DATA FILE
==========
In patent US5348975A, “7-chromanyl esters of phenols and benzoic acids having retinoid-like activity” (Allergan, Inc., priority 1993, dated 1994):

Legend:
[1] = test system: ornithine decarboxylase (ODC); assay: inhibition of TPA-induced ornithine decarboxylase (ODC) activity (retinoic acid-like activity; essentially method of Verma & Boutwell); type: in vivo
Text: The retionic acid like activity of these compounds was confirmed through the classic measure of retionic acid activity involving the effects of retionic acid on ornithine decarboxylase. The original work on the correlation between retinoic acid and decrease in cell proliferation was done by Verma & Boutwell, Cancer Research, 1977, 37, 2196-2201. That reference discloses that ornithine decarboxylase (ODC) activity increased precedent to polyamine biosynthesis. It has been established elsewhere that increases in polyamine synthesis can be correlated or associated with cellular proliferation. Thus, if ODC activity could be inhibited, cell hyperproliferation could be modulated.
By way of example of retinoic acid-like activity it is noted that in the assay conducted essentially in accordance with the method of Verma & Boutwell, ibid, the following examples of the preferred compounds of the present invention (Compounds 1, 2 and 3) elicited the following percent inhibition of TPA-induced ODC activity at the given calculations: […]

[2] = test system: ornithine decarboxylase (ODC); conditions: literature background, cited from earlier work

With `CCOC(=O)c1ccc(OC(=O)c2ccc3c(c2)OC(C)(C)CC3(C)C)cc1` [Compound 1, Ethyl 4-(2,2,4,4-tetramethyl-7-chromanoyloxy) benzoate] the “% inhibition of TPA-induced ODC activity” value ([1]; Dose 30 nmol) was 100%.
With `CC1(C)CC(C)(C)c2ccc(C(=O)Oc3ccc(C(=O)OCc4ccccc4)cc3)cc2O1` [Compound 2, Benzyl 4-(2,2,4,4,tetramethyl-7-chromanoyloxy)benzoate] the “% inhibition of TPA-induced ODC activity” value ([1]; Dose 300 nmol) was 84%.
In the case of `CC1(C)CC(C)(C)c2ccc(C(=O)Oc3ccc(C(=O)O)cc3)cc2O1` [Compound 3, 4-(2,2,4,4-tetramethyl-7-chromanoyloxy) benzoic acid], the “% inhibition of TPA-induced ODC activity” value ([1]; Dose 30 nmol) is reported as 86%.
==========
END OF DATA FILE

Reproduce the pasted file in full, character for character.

In patent US5348975A, “7-chromanyl esters of phenols and benzoic acids having retinoid-like activity” (Allergan, Inc., priority 1993, dated 1994):

Legend:
[1] = test system: ornithine decarboxylase (ODC); assay: inhibition of TPA-induced ornithine decarboxylase (ODC) activity (retinoic acid-like activity; essentially method of Verma & Boutwell); type: in vivo
Text: The retionic acid like activity of these compounds was confirmed through the classic measure of retionic acid activity involving the effects of retionic acid on ornithine decarboxylase. The original work on the correlation between retinoic acid and decrease in cell proliferation was done by Verma & Boutwell, Cancer Research, 1977, 37, 2196-2201. That reference discloses that ornithine decarboxylase (ODC) activity increased precedent to polyamine biosynthesis. It has been established elsewhere that increases in polyamine synthesis can be correlated or associated with cellular proliferation. Thus, if ODC activity could be inhibited, cell hyperproliferation could be modulated.
By way of example of retinoic acid-like activity it is noted that in the assay conducted essentially in accordance with the method of Verma & Boutwell, ibid, the following examples of the preferred compounds of the present invention (Compounds 1, 2 and 3) elicited the following percent inhibition of TPA-induced ODC activity at the given calculations: […]

[2] = test system: ornithine decarboxylase (ODC); conditions: literature background, cited from earlier work

With `CCOC(=O)c1ccc(OC(=O)c2ccc3c(c2)OC(C)(C)CC3(C)C)cc1` [Compound 1, Ethyl 4-(2,2,4,4-tetramethyl-7-chromanoyloxy) benzoate] the “% inhibition of TPA-induced ODC activity” value ([1]; Dose 30 nmol) was 100%.
With `CC1(C)CC(C)(C)c2ccc(C(=O)Oc3ccc(C(=O)OCc4ccccc4)cc3)cc2O1` [Compound 2, Benzyl 4-(2,2,4,4,tetramethyl-7-chromanoyloxy)benzoate] the “% inhibition of TPA-induced ODC activity” value ([1]; Dose 300 nmol) was 84%.
In the case of `CC1(C)CC(C)(C)c2ccc(C(=O)Oc3ccc(C(=O)O)cc3)cc2O1` [Compound 3, 4-(2,2,4,4-tetramethyl-7-chromanoyloxy) benzoic acid], the “% inhibition of TPA-induced ODC activity” value ([1]; Dose 30 nmol) is reported as 86%.